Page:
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Becoming Irreplaceable in an AI World

I was replaced by a machine yesterday.  Not really, but it kind of felt that way.  I was writing some draft content and my teammate ran it through an AI prompt.  The revised version was much better than what I had originally written.  To be honest, it bruised my ego and made me question my value a bit as I take pride in my writing.  It also started me thinking about value in general and the ability to be replaced, either by another person or by the rise of the machines. 


In financial services we talk all the time about our unique value proposition and why we are irreplaceable.  But, I think we all intrinsically know that nothing about our services or offering is truly one of a kind.  We do not have some special product or product mix that can solve for all of our clients needs and challenges.  We do not have algorithms and models that can successfully predict and guarantee the achievement of financial goals.  We don’t provide a client experience that is truly unlike anything our clients can receive from our competitors.  So what makes us uniquely valuable to the people that chose to entrust in part their current and future wellbeing to us?


I believe as we move forward, the most successful financial professionals will be the ones who connect on a deeply human level with their clients and enhance the client experience via technology.  The question now becomes:  what does it mean to provide a deeply human connection?  A few items immediately come to mind:

  • Establishing and keeping our clients’ trust.  The way to achieve this is to ensure every interaction we have with clients is authentic, honest, and transparent.  The old adage is true:  trust takes a lifetime to build and a moment to destroy. 

  • Simple, straightforward communication.  The ability to make the complex simple is the mother of all communication skills.  Avoid industry jargon and technical discussions at all costs.  Be brief and impactful when you speak.  Edit with a chainsaw, not a scalpel when you write.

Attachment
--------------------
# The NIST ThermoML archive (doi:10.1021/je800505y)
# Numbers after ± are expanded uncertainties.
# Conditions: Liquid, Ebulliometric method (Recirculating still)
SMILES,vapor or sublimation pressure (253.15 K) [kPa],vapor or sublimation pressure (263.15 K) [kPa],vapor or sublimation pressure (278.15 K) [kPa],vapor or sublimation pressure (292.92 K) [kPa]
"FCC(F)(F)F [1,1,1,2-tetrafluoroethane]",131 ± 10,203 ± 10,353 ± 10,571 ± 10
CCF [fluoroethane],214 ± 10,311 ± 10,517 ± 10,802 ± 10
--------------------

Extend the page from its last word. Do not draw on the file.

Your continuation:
• Genuine care and concern for the wellbeing of others.  Financial professionals talk a lot about displaying empathy, but there is a big difference between displaying empathy and actually having empathy.  Frankly, if care and concern for your clients is not genuine you are probably in the wrong profession.

  • Effort.  Effort manifests itself in preparedness and follow through.  The best way effort has ever been explained to me is:  show people what you intend to do and why, do it, and then show people the outcome of your action.  It is a simple process, but we tend to be so hampered by time constraints that we often fail to complete the process.  Do not find the time to display effort, make the time. 

  • Creating peace of mind.  As financial professionals, we help people achieve peace of mind in three important ways.  First, we help them see things they cannot see for themselves (unknown risks, potential opportunities, and how portfolios respond in different environments).  Next, we anticipate how they might want to respond to change not just financially, but psychologically and emotionally.  Last, we ensure the plan remains on track to achieve desired goals.  It is imperative to touch on these three vital areas during all critical client engagements:  initial discovery, formal onboarding, planning sessions, and portfolio reviews. 

  • Providing optionality.  Most people I know do not want to be told the answer.  They want to understand their options and choose the one they believe is best for them.  As a financial professional we must create paths and let our clients determine which path they want to walk.  Always remember, you are not the main character of the story.  You are the guide who is supporting the main character on their journey.    


The more I started to think about my recent run in with AI, the more confident I became that the technology was merely enhancing my ability to be human, not replacing it.  The idea I was conveying was deeply human, the technology simply helped me communicate it better.  I urge you to consider your own strengths and weaknesses when it comes to being deeply human, how you can improve on these traits, and how utilizing technology can maximize your ability (look for my comments on this piece of the puzzle in my next post).  Your future success depends on it.  With all due respect to the great Beyoncé Knowles, you must not know about me.  You cannot have another me in a minute.  I AM irreplaceable.


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